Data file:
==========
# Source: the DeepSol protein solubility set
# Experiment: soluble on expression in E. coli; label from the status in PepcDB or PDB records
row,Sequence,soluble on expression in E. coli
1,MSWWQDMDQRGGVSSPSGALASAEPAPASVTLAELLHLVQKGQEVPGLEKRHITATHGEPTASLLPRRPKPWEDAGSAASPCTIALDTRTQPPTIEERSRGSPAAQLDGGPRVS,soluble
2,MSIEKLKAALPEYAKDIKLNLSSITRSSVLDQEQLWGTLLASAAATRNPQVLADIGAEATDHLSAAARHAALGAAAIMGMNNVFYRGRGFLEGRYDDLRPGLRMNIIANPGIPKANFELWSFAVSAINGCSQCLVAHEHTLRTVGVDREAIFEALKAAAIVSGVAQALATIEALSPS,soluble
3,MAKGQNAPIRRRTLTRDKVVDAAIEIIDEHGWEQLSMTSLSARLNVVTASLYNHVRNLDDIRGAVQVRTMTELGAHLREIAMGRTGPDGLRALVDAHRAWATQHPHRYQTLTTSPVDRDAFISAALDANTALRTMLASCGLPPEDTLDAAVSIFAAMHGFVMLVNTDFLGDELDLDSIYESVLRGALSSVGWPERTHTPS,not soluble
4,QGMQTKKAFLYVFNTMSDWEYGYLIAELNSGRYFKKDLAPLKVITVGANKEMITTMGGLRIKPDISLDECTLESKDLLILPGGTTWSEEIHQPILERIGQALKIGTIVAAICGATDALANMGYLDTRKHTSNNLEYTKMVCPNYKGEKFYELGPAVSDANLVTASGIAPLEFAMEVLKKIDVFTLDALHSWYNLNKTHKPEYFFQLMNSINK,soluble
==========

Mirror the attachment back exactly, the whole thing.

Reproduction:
# Source: the DeepSol protein solubility set
# Experiment: soluble on expression in E. coli; label from the status in PepcDB or PDB records
row,Sequence,soluble on expression in E. coli
1,MSWWQDMDQRGGVSSPSGALASAEPAPASVTLAELLHLVQKGQEVPGLEKRHITATHGEPTASLLPRRPKPWEDAGSAASPCTIALDTRTQPPTIEERSRGSPAAQLDGGPRVS,soluble
2,MSIEKLKAALPEYAKDIKLNLSSITRSSVLDQEQLWGTLLASAAATRNPQVLADIGAEATDHLSAAARHAALGAAAIMGMNNVFYRGRGFLEGRYDDLRPGLRMNIIANPGIPKANFELWSFAVSAINGCSQCLVAHEHTLRTVGVDREAIFEALKAAAIVSGVAQALATIEALSPS,soluble
3,MAKGQNAPIRRRTLTRDKVVDAAIEIIDEHGWEQLSMTSLSARLNVVTASLYNHVRNLDDIRGAVQVRTMTELGAHLREIAMGRTGPDGLRALVDAHRAWATQHPHRYQTLTTSPVDRDAFISAALDANTALRTMLASCGLPPEDTLDAAVSIFAAMHGFVMLVNTDFLGDELDLDSIYESVLRGALSSVGWPERTHTPS,not soluble
4,QGMQTKKAFLYVFNTMSDWEYGYLIAELNSGRYFKKDLAPLKVITVGANKEMITTMGGLRIKPDISLDECTLESKDLLILPGGTTWSEEIHQPILERIGQALKIGTIVAAICGATDALANMGYLDTRKHTSNNLEYTKMVCPNYKGEKFYELGPAVSDANLVTASGIAPLEFAMEVLKKIDVFTLDALHSWYNLNKTHKPEYFFQLMNSINK,soluble